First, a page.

A Popular Boycott Movement in Defiance of Occupation and Oppression

Every couple of weeks we hear that the so-called PA had destroyed illegal products from Zionist colonies in occupied Palestine. In a vain effort to present itself as “protector” of Palestinian interests, but failing miserably, this PA had previously announced it will boycott such products. Upon hearing this, first thing to come to mind would be: if truly concerned, which they are not, why not boycott all Israeli products, and not only those produced in illegal colonies in the West Bank. But the bleak reality is that the PA itself was only created to “legitimize” the occupation and be the gateway for normalization with the Arab and Muslim world and to break any existing true boycott of that entity. Over a year ago, while back in Palestine for a research trip after a few years absence, I was somewhat shocked to see Palestinian shops and supermarkets almost exclusively stacked with Israeli products. After the singing of the charade called “peace agreement”, Israeli products filled our shops and homes, and this after the strong and effective boycott during the first Intifada. During my research time in Germany, there was much talk about the boycott movement that I somewhat expected it to be much stronger back home. In the city where I live, many people I know are very conscientious about which products to buy and which to avoid, and I remember during my first or second year at the university that I, together with other foreign students, received a list with the companies or stores to be boycotted because they either support Israel directly by donating money yearly to the Zionist entity or they sell Israeli products. The Palestinians in occupied Palestine grew up surrounded by Israeli products. As a child, almost all products that entered our house were Israeli, from the very basic necessities such as sugar, wheat and salt to bread, milk and yoghourt.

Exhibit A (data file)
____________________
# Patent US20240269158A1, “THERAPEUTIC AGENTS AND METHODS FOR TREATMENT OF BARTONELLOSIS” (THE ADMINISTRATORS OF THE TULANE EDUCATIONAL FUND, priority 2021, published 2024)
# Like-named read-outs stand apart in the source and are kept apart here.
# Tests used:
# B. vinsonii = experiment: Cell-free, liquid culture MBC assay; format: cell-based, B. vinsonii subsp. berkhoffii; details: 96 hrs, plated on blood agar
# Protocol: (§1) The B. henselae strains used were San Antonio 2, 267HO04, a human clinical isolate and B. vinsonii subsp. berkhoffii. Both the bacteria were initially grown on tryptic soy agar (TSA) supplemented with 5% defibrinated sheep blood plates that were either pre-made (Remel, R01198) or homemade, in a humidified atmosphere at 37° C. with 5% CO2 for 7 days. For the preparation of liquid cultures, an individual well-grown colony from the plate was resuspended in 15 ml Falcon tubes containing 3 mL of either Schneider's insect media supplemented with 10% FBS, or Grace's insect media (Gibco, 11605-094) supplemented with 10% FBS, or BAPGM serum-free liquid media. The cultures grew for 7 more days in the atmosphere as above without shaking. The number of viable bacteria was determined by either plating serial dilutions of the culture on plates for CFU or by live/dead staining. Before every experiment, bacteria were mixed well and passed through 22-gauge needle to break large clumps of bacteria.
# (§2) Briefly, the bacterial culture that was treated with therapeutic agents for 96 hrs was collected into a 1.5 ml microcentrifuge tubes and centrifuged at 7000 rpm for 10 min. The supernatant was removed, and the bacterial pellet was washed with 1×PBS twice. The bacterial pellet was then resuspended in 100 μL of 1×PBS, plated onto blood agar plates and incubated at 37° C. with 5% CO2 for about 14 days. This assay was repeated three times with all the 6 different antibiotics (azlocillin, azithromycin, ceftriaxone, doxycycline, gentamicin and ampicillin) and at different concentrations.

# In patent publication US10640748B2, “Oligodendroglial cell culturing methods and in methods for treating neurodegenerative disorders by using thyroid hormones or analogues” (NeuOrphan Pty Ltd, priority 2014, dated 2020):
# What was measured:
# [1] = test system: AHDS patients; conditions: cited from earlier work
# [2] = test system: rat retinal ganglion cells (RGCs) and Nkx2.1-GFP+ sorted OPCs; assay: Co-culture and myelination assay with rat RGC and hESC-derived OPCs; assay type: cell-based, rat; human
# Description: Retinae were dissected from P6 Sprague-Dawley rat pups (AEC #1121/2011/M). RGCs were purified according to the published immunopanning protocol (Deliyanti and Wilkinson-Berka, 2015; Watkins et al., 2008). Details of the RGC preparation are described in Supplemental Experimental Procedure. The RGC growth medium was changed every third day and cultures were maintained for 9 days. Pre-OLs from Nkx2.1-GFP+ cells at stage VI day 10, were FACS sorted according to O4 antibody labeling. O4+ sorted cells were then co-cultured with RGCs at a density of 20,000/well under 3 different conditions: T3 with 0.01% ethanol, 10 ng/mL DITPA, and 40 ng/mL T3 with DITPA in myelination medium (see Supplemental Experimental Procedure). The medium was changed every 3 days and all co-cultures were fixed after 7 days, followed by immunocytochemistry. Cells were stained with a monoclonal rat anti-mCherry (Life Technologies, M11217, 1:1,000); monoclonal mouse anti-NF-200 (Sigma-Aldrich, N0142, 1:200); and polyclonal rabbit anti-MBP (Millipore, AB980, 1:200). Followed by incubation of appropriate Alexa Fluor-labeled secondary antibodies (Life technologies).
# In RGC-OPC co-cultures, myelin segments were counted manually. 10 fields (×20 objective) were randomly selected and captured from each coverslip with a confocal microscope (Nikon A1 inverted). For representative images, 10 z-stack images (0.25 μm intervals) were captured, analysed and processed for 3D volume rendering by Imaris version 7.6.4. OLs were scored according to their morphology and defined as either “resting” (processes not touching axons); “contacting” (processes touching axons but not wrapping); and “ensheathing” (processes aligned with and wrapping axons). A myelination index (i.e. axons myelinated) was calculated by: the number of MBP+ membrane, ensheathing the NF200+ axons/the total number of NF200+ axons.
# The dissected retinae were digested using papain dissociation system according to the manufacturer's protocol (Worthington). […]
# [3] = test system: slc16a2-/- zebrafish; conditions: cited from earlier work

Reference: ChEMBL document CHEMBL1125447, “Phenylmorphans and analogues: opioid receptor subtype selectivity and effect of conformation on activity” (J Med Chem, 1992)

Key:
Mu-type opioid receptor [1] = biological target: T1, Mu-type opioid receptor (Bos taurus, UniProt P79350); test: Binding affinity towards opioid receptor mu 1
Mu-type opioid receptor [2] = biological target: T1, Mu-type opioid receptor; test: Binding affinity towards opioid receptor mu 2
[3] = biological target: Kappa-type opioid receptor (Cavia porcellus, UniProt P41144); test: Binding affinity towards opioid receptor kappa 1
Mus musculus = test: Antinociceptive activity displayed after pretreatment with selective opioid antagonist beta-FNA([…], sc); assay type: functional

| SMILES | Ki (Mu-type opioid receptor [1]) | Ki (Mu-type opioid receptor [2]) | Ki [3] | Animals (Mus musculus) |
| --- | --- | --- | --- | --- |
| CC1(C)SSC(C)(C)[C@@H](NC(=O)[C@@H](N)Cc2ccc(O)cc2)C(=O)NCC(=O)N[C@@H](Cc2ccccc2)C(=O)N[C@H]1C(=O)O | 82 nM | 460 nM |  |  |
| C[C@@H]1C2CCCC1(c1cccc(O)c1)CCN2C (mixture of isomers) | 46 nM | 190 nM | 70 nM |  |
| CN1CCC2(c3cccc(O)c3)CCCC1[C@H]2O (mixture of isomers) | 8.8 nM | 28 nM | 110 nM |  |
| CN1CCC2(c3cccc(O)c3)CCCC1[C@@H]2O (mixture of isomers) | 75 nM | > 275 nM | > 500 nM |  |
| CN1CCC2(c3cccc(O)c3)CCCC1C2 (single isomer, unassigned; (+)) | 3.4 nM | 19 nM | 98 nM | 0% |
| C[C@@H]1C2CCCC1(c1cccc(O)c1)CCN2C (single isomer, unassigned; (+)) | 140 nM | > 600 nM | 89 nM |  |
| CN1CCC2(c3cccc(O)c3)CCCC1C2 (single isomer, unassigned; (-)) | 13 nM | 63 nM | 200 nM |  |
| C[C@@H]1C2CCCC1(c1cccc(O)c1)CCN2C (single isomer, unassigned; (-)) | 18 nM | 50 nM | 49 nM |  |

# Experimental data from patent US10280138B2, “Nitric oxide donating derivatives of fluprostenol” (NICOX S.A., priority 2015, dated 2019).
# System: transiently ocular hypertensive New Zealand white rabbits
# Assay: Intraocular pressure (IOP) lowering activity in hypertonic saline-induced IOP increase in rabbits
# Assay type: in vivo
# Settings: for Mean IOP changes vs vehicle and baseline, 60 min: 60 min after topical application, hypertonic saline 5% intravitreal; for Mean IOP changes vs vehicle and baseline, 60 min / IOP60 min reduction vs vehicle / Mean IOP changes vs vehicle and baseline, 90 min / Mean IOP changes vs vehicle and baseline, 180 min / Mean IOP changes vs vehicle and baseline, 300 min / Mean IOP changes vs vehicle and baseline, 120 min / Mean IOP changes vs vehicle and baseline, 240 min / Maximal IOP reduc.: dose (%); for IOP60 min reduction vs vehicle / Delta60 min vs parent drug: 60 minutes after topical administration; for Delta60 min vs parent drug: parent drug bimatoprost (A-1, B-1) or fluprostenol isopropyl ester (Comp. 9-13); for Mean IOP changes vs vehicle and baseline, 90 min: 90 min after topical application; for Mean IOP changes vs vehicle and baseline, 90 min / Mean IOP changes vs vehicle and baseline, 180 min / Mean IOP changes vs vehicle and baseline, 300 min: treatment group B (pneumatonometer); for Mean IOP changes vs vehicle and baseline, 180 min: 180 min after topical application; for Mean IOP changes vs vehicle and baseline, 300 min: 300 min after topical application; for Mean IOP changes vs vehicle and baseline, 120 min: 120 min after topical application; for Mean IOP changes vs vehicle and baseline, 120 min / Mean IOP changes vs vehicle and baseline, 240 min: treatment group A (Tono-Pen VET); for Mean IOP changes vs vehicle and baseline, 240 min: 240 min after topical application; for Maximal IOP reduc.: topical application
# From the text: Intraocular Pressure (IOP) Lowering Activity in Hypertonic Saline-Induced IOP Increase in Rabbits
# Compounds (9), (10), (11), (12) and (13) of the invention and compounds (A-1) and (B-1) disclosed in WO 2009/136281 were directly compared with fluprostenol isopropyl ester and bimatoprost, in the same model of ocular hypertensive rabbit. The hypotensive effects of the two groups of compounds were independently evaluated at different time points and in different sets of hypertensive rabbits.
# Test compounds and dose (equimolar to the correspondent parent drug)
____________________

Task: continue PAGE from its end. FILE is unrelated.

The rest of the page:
Then, the first Intifada began.

Here, I want to say something for clarification:
I often read, hear or even I am being told that Palestinians should follow the example of “Gandhi” and stop using what these people term as “violence” because it is “harming their cause”. I even heard this from respected Palestinians living abroad.

First of all: every nation in this world has the right to defend itself against aggression and fight for its legitimate rights and independence. All forms of resistance are open to those fighting for a just cause and for their rights. So stop telling us what is good for us and what is not. We decide what is good for us and what not, because we are the ones living in occupied Palestine and we are the ones who know what it means to live under a brutal repressive military occupation every minute of the hour, twenty four hours a day for 365 days a year. Americans and Europeans, even some of those claiming to be for a just peace and for Palestinian rights, keep saying that Israel has the right to defend itself but at the same time deny the Palestinians their right to self-defence. They demand that we Palestinians stop resisting and while Israel is given a green light to butcher civilians, Palestinians are told after every massacre committed by Israel (with the blessing and defence of those “peace lovers”) to “restrain” themselves. In other words; sit still and keep silent as Israel butchers us.

So while your equation is: Israelis are allowed to kill Palestinians in the name of “the right to defend themselves” but Palestinians are to sit and welcome the next Zionist massacre.